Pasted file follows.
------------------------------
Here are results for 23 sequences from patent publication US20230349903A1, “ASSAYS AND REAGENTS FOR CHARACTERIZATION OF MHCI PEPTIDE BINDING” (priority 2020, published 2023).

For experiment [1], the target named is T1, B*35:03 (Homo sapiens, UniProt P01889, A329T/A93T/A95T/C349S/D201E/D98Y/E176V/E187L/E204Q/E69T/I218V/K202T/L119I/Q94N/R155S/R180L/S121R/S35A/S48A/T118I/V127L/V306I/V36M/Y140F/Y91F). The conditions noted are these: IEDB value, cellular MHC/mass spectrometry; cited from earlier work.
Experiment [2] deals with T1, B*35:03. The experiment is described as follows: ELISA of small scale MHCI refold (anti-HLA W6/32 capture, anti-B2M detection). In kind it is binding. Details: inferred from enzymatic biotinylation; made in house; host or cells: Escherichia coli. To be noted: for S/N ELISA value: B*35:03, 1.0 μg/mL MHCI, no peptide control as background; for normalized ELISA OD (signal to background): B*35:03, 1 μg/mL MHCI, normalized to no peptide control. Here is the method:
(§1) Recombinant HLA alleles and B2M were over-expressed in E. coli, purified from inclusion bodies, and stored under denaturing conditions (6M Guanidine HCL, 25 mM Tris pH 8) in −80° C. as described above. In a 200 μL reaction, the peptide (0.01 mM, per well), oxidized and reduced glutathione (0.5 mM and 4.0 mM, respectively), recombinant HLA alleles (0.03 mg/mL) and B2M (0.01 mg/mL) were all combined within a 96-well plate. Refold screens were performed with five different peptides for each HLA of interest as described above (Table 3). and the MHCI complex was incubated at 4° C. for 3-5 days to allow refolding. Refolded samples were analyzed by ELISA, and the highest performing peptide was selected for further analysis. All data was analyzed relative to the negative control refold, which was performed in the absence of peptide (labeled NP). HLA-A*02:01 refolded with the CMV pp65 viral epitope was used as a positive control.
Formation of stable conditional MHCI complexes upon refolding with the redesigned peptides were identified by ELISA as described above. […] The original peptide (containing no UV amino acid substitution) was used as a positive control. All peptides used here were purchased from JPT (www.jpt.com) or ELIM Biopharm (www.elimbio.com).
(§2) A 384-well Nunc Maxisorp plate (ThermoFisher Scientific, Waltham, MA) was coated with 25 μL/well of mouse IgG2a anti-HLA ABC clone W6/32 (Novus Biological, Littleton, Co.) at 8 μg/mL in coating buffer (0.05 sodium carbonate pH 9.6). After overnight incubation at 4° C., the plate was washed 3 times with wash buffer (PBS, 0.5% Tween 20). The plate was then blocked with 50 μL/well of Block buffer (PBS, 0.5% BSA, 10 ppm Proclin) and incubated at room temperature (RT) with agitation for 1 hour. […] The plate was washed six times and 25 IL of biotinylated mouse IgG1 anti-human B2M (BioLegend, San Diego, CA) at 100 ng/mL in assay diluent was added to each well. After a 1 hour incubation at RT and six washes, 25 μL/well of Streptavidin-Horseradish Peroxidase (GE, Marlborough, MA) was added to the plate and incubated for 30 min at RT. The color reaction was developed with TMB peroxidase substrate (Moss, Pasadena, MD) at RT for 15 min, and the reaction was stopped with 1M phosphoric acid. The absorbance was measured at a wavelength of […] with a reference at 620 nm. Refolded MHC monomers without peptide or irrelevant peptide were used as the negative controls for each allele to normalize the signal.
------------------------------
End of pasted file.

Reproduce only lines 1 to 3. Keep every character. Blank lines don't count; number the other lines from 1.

Here are results for 23 sequences from patent publication US20230349903A1, “ASSAYS AND REAGENTS FOR CHARACTERIZATION OF MHCI PEPTIDE BINDING” (priority 2020, published 2023).

For experiment [1], the target named is T1, B*35:03 (Homo sapiens, UniProt P01889, A329T/A93T/A95T/C349S/D201E/D98Y/E176V/E187L/E204Q/E69T/I218V/K202T/L119I/Q94N/R155S/R180L/S121R/S35A/S48A/T118I/V127L/V306I/V36M/Y140F/Y91F). The conditions noted are these: IEDB value, cellular MHC/mass spectrometry; cited from earlier work.
Experiment [2] deals with T1, B*35:03. The experiment is described as follows: ELISA of small scale MHCI refold (anti-HLA W6/32 capture, anti-B2M detection). In kind it is binding. Details: inferred from enzymatic biotinylation; made in house; host or cells: Escherichia coli. To be noted: for S/N ELISA value: B*35:03, 1.0 μg/mL MHCI, no peptide control as background; for normalized ELISA OD (signal to background): B*35:03, 1 μg/mL MHCI, normalized to no peptide control. Here is the method: